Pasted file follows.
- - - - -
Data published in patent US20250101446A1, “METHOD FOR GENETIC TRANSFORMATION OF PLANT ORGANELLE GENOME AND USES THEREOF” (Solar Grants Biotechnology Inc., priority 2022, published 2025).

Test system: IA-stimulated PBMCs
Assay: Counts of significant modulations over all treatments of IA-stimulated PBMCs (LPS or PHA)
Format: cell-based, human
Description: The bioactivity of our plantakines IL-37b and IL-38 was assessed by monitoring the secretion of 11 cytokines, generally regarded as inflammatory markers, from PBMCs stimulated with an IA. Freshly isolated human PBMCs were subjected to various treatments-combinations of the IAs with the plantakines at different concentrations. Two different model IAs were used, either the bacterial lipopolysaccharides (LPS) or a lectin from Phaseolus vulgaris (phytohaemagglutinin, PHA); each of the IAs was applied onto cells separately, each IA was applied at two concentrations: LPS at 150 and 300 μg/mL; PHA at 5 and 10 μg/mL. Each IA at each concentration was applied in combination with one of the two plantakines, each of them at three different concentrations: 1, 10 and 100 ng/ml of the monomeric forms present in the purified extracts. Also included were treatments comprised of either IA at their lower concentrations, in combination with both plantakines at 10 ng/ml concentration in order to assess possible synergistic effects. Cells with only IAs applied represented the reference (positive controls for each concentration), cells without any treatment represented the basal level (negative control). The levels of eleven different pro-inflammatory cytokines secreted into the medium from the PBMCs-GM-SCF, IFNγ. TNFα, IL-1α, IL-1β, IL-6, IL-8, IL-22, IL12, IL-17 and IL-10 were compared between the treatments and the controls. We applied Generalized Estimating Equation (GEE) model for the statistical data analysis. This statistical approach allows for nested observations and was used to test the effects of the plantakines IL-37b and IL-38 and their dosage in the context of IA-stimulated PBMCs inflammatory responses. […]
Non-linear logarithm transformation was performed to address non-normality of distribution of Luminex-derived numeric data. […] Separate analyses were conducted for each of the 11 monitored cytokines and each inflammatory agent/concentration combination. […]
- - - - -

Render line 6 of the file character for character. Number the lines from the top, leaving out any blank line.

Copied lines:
Non-linear logarithm transformation was performed to address non-normality of distribution of Luminex-derived numeric data. […] Separate analyses were conducted for each of the 11 monitored cytokines and each inflammatory agent/concentration combination. […]